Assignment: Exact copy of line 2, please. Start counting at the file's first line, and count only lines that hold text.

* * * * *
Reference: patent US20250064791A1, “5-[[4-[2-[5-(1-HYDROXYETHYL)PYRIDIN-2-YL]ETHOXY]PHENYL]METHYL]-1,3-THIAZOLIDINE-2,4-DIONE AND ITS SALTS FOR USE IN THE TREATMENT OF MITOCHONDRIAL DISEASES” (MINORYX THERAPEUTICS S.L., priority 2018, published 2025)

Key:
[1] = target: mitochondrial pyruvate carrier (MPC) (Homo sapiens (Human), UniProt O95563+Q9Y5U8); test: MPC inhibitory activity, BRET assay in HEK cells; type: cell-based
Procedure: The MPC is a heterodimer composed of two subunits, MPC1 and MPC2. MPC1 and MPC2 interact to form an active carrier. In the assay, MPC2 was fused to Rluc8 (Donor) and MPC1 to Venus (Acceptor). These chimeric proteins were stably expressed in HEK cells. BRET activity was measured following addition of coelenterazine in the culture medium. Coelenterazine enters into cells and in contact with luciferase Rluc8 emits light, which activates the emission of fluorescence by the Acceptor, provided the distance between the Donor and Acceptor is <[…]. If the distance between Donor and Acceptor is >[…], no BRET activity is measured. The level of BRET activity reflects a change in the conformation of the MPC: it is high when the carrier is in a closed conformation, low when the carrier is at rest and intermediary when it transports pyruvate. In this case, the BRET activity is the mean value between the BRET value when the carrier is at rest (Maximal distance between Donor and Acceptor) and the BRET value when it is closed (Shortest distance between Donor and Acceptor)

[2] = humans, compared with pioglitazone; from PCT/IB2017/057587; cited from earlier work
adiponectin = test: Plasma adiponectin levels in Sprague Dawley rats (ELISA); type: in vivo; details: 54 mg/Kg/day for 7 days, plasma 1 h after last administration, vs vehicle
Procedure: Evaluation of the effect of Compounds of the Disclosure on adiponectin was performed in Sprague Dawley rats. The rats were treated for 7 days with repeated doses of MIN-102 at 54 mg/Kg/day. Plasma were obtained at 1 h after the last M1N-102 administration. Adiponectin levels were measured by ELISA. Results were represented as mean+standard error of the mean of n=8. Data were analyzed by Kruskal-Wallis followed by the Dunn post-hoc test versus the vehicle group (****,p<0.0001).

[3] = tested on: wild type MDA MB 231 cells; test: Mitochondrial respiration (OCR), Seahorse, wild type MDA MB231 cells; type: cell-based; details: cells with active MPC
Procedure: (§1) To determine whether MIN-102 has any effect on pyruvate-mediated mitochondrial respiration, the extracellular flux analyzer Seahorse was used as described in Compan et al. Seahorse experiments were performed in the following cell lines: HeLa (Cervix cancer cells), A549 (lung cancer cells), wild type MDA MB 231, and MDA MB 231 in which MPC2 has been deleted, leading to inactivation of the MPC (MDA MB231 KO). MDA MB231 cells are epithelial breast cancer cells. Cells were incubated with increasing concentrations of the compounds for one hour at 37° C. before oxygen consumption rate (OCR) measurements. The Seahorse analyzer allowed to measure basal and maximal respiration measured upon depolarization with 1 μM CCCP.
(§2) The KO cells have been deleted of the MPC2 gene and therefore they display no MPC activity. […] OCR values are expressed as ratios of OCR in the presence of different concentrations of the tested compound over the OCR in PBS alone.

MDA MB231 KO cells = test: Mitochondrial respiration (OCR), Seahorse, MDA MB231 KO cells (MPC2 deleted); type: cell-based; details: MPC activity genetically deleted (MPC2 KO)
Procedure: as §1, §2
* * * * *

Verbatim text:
Key: